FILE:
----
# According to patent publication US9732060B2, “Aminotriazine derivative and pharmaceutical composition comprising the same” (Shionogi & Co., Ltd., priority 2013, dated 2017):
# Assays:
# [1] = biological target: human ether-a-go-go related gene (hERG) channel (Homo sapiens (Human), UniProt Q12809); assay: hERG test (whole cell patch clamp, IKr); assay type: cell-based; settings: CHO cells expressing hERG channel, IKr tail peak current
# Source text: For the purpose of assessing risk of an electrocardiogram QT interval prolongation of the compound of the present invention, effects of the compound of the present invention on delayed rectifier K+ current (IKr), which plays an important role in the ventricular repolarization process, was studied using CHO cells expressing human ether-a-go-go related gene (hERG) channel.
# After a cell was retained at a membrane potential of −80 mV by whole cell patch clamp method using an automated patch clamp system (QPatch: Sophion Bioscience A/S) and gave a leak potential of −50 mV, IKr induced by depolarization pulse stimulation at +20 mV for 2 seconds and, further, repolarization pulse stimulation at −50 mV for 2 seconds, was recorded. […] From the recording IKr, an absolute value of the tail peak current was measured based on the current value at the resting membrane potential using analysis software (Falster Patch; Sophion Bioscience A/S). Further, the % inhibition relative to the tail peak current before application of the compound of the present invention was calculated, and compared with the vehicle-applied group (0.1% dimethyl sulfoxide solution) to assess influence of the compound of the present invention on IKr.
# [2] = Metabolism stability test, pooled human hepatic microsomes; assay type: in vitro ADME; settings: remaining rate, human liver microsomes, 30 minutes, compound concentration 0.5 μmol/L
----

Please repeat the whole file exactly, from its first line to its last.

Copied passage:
# According to patent publication US9732060B2, “Aminotriazine derivative and pharmaceutical composition comprising the same” (Shionogi & Co., Ltd., priority 2013, dated 2017):
# Assays:
# [1] = biological target: human ether-a-go-go related gene (hERG) channel (Homo sapiens (Human), UniProt Q12809); assay: hERG test (whole cell patch clamp, IKr); assay type: cell-based; settings: CHO cells expressing hERG channel, IKr tail peak current
# Source text: For the purpose of assessing risk of an electrocardiogram QT interval prolongation of the compound of the present invention, effects of the compound of the present invention on delayed rectifier K+ current (IKr), which plays an important role in the ventricular repolarization process, was studied using CHO cells expressing human ether-a-go-go related gene (hERG) channel.
# After a cell was retained at a membrane potential of −80 mV by whole cell patch clamp method using an automated patch clamp system (QPatch: Sophion Bioscience A/S) and gave a leak potential of −50 mV, IKr induced by depolarization pulse stimulation at +20 mV for 2 seconds and, further, repolarization pulse stimulation at −50 mV for 2 seconds, was recorded. […] From the recording IKr, an absolute value of the tail peak current was measured based on the current value at the resting membrane potential using analysis software (Falster Patch; Sophion Bioscience A/S). Further, the % inhibition relative to the tail peak current before application of the compound of the present invention was calculated, and compared with the vehicle-applied group (0.1% dimethyl sulfoxide solution) to assess influence of the compound of the present invention on IKr.
# [2] = Metabolism stability test, pooled human hepatic microsomes; assay type: in vitro ADME; settings: remaining rate, human liver microsomes, 30 minutes, compound concentration 0.5 μmol/L